Thursday, 24 July 2014
Last updated 6 hours ago
Aug 29 2011 | 11:26am ET
With Muammar Gaddafi's 42-year reign in Libya all but over, U.S. authorities have given the green light to a London-based hedge fund set up by Libya to begin trading once again.
FM Capital Partners had been barred from trading U.S. assets in March, when countries around the world froze some US$168 billion in Libyan assets to prevent their being used to crush the anti-Gaddafi rebellion. FM, which has about US$1 billion in assets, was mostly spared that freeze, with U.K. and European Union authorities allowing it to continue to trade under the condition that its assets were not handed back to Libya.
The U.S. lifting of the freeze on FM Capital, granted privately earlier this month, is subject to similar restrictions pending the outcome of the Libyan revolution, The Telegraph reports.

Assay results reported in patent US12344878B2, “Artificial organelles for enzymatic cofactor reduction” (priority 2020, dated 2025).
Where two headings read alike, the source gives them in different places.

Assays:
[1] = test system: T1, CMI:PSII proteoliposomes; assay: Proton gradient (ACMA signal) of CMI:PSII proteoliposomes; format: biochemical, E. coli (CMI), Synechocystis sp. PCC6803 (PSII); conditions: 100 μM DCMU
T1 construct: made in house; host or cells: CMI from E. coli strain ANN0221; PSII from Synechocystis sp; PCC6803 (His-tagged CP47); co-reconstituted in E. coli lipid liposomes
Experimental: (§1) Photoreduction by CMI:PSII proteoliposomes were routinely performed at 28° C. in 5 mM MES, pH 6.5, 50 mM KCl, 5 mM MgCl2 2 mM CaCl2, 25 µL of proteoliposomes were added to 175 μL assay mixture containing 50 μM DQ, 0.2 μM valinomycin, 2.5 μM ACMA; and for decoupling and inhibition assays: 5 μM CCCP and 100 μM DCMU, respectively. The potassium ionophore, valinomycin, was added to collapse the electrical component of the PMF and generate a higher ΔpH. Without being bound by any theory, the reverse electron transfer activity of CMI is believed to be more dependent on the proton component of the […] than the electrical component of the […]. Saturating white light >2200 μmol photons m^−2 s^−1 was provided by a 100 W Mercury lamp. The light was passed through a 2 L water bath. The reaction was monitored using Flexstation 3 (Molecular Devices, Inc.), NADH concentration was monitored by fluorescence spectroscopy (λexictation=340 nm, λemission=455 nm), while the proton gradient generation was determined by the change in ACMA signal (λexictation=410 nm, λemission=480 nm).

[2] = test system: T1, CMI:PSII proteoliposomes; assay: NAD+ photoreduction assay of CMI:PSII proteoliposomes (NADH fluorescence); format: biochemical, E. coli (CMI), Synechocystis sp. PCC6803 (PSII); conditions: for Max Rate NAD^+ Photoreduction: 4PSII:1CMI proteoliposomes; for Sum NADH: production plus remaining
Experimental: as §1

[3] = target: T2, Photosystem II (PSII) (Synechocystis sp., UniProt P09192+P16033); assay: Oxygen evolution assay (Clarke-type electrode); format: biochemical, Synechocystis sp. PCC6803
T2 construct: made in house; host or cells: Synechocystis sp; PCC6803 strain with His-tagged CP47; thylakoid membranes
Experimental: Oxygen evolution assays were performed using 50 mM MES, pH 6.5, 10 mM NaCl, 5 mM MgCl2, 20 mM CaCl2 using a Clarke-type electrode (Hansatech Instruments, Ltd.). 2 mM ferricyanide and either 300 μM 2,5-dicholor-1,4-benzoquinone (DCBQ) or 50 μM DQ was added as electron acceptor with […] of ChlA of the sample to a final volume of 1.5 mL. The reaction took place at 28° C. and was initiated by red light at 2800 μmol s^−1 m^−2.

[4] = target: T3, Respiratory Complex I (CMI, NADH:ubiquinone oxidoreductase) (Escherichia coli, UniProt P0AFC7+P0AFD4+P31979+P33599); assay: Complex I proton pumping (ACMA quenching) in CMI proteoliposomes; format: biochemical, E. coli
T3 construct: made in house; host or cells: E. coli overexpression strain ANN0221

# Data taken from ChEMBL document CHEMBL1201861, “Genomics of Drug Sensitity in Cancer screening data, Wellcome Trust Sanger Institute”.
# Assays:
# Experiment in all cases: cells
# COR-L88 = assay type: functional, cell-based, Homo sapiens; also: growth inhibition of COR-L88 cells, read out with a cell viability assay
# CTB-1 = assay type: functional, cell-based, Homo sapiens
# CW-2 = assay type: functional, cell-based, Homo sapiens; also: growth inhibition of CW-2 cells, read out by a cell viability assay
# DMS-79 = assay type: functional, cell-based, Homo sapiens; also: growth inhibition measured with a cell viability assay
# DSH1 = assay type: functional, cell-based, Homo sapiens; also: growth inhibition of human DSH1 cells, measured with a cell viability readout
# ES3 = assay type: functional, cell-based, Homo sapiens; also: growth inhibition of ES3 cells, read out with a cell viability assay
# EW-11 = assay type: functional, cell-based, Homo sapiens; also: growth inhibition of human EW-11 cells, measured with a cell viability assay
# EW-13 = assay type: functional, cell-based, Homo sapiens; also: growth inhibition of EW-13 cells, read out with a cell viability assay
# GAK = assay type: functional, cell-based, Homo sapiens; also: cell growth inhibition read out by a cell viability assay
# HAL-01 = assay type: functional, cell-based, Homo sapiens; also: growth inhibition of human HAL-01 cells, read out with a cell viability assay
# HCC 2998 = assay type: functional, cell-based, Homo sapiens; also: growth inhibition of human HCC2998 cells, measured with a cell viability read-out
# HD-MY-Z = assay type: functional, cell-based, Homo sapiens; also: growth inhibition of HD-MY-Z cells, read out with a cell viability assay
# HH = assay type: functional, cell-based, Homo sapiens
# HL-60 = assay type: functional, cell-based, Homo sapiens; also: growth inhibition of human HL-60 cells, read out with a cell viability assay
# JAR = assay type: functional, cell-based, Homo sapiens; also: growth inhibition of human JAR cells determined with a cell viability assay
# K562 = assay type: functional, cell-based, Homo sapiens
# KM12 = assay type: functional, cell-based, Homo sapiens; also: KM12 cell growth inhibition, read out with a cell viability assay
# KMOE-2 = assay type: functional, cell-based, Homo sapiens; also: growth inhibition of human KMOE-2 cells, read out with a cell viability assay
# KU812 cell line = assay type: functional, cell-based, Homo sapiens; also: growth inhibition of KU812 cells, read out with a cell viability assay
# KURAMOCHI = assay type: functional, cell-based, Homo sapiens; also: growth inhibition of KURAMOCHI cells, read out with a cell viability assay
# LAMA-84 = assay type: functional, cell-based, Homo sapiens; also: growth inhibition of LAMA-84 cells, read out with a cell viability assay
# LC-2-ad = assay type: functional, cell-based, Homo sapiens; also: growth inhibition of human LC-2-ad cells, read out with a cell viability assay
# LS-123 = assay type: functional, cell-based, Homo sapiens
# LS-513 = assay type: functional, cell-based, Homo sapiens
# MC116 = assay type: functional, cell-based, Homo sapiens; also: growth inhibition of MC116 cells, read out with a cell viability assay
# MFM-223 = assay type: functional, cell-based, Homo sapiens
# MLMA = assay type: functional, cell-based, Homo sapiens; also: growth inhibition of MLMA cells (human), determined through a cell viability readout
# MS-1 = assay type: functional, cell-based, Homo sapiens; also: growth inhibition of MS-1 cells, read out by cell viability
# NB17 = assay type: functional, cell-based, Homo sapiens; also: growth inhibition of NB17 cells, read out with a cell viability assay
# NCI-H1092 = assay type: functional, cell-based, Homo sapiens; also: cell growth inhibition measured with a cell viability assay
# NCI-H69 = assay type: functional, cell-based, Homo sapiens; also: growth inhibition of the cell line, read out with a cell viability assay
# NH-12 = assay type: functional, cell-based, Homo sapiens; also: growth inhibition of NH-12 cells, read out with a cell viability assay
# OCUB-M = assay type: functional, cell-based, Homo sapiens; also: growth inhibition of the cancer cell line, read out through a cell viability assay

The U.S. has also released some US$1.5 billion of Libyan assets held in U.S. banks for use by the anti-Gaddafi National Transitional Council.
Jul 8 2014 | 10:48am ET
The surge in derivatives regulation is among the most complex challenges facing the financial services industry today. Northern Trust’s Joshua Satten recently spoke with FINalternatives to share insights into the challenges presented by new regulation and explore how the industry is responding. Read more…